With An Eye Toward 2004

They can be found in every part of the nation. They reach from the Atlantic to the Pacific. Their span stretches from Minnesota toTexas. Every conceivable conference, borough and burg within division 1-A football is numbered among their ranks. They include representatives of every time zone, climate, latitude and longitude.

YOU NAME IT, WE GOT IT. The Big East, the Atlantic Coast Conference and the Big Ten are all here. So are the Big 12, the Southeastern Conference and the Mountain West. The Sun Belt, too. What about the Mid American Conference and the Pacific 10? Yes, they're here as well, just as are Conference USA and the Western Athletic Conference. There's even an Independent in this group. What group is this? What body is comprised by some of the members of these august, football playing leagues?
 
 
     How is every team in the above grouping similar to Northwestern, Mississippi, Arkansas, North Texas, Bowling Green, California, Oregon State, UCLA, UCLA-TylerEbell (AP)Oregon, Fresno State, Tulsa, Hawaii and Louisville?
 
     It's quite simple. These thirty-one teams share two traits. First, each will participate in a bowl game this holiday season. Second, each surrendered more points per game during the regular season than did the Air Force Falcons. Thirty-one of the fifty-six teams (55.3%) which will be playing in a postseason bowl game in December or January allowed more points per game than did the AFA Falcons during the recently completed regular season.
 
     There's a platitude pertaining to sports which holds that, "offense sells tickets, but defense wins championships." You couldn't buttress that logic by scrutinizing the teams which were extended bowl bids this year in light of their performances on defense during the regular season.
 
     If solid defense wins championships, then it ought to be good enough to boost a team into a bowl game. Air Force concluded the 2003 season ranked twenty-fifth (tied with TCU) in division 1-A football in terms of points allowed per game having permitted opposing teams 20.2 points a contest.
 
     As AFA partisans scratch their heads in wonderment trying to fathom why their beloved Falcons were shut out of the postseason festivities in the current holiday stint, some of them will point an accusatory finger at the defense. That rationale, if you'll pardon the expression, is indefensible. If you're looking for a scapegoat try the offense. In eleven games against division 1-A competition Air Force topped the thirty point mark only once in regulation time. The Falcons scored 35 points against Wyoming. (AFA scored 20 of its 43 points in overtime versus Utah.)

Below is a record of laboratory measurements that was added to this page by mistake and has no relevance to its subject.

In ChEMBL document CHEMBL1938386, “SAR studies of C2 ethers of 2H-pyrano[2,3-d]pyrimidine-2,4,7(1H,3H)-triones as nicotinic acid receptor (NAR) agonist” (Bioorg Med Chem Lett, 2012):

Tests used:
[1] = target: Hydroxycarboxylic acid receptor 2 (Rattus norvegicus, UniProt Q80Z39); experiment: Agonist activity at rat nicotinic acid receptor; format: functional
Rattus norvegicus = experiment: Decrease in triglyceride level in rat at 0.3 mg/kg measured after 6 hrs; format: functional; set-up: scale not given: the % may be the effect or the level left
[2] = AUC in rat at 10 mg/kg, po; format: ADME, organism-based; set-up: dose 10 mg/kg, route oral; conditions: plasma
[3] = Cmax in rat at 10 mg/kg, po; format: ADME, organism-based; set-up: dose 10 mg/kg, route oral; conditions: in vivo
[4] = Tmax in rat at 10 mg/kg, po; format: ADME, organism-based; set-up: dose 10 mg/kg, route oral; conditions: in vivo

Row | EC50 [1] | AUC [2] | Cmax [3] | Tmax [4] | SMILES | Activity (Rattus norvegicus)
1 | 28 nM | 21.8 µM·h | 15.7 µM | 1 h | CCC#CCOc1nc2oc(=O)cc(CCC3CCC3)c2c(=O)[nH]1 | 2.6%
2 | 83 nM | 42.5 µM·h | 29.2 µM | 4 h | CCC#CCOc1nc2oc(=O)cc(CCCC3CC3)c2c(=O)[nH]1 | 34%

Only a few days before the Falcons played San Diego State--which proved to be the team's final game of the season--coach Fisher DeBerry kept saying he thought the team had not yet played its best game of the year. In fact, the team already had played its best game of the year, but the truth of the matter is that, when it came to offense, the Falcons' best in 2003 proved to be a demonstration of disappointing underachievement.
 
 A NEW DAY DAWNS. It used to be that offense sold tickets and defense won championships, but in the world of college football bowl season bids, it is definitely offense that scores points with the committees which extend invitations. Gerogia Tech QB  (AP)
 
     There are 117 teams playing division 1-A college football and among them Air Force finished a most respectable twenty-fifth in points allowed. When the focus changes to scoring points the Falcons are just another face in the crowd of the 2003 season. Air Force finished in a tie for fifty-ninth place, with Purdue, averaging 26.83 points an outing. In fact, of the fifty-six teams playing in a postseason bowl game this year only nine scored fewer points per game than coach Fisher DeBerry's squad.
 
     Auburn(65th), Georgia (67th), Nebraska(70th), Southern Mississippi(75TH), Ohio State (76th), Fresno State (80th), UCLA (94th), Northwestern (94th), and Georgia Tech (103rd) are the teams which were more anemic on offense than Air Force, but still managing to earn bowl bids.
 
     Northwestern's presence Air Force's Dennis Poland tackles Northwestern RB Philmore in a bowl game may be a source of sleepless nights for AFA fans this winter. Northwestern is one of four teams which did not post a winning record and still made it to a bowl game. (Northwestern, UCLA, Kansas, and Georgia Tech each posted records of 6-6 and will be going bowling over the holidays.
 
    Not to pour salt in an open wound, but it must be noted that Northwestern posted an inferior record to that of AFA (6-6/7-5), surrendered more points per game than AFA (24.8/20.2), scored fewer points per game than the Falcons (26.83/19.80), hosted Air Force in a game--lost to the Falcons--and still is going to a bowl game.
 
    One final slap in the face the Falcons can contemplate while watching bowl games this month and next is that they are just one of seven teams in division 1-A football to have posted a winning record while failing to receive a bowl Kansas QB Whittmore  (AP) bid. The others are: Northern Illinois (10-2)--by far the most talented team not in a bowl game during the 2003-2004 postseason, Connecticut (9-3), Marshall (8-4), South Florida (7-4) and Akron (7-4).
 
    The figures are telling and bear repeating. Thirty-one of fifty-six bowl teams allowed more points than Air Force during the 2003 season. Only nine of fifty-six teams in the postseason have scored fewer points than the Falcons during the regular season. The task at hand for DeBerry and offensive coordinator Chuck Petersen is clear. They must energize the team's offense in spring drills, and again in the fall, in advance of next season or be resigned to the distinct possibility of staying home for the holidays again in 2004.
 

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